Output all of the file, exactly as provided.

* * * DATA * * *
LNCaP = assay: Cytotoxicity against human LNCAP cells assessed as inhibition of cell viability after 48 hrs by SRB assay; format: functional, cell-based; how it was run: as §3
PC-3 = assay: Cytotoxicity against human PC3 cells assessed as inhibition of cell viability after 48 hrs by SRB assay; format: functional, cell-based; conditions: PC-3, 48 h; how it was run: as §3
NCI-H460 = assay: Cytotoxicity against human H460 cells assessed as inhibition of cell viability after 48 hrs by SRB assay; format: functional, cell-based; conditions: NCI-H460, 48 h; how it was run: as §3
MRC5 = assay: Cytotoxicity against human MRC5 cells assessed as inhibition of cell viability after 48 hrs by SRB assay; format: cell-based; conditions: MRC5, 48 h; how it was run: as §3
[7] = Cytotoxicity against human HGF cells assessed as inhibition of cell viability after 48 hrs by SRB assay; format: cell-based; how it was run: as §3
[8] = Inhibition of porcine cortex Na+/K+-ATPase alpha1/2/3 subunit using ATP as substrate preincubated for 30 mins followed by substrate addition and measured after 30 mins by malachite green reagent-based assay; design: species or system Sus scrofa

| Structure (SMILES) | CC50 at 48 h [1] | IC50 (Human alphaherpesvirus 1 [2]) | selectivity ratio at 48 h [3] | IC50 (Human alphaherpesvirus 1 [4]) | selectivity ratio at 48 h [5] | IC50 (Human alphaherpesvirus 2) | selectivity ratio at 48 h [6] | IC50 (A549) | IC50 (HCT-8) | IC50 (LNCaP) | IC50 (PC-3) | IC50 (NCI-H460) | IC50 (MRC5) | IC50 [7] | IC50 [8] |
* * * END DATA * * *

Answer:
LNCaP = assay: Cytotoxicity against human LNCAP cells assessed as inhibition of cell viability after 48 hrs by SRB assay; format: functional, cell-based; how it was run: as §3
PC-3 = assay: Cytotoxicity against human PC3 cells assessed as inhibition of cell viability after 48 hrs by SRB assay; format: functional, cell-based; conditions: PC-3, 48 h; how it was run: as §3
NCI-H460 = assay: Cytotoxicity against human H460 cells assessed as inhibition of cell viability after 48 hrs by SRB assay; format: functional, cell-based; conditions: NCI-H460, 48 h; how it was run: as §3
MRC5 = assay: Cytotoxicity against human MRC5 cells assessed as inhibition of cell viability after 48 hrs by SRB assay; format: cell-based; conditions: MRC5, 48 h; how it was run: as §3
[7] = Cytotoxicity against human HGF cells assessed as inhibition of cell viability after 48 hrs by SRB assay; format: cell-based; how it was run: as §3
[8] = Inhibition of porcine cortex Na+/K+-ATPase alpha1/2/3 subunit using ATP as substrate preincubated for 30 mins followed by substrate addition and measured after 30 mins by malachite green reagent-based assay; design: species or system Sus scrofa

| Structure (SMILES) | CC50 at 48 h [1] | IC50 (Human alphaherpesvirus 1 [2]) | selectivity ratio at 48 h [3] | IC50 (Human alphaherpesvirus 1 [4]) | selectivity ratio at 48 h [5] | IC50 (Human alphaherpesvirus 2) | selectivity ratio at 48 h [6] | IC50 (A549) | IC50 (HCT-8) | IC50 (LNCaP) | IC50 (PC-3) | IC50 (NCI-H460) | IC50 (MRC5) | IC50 [7] | IC50 [8] |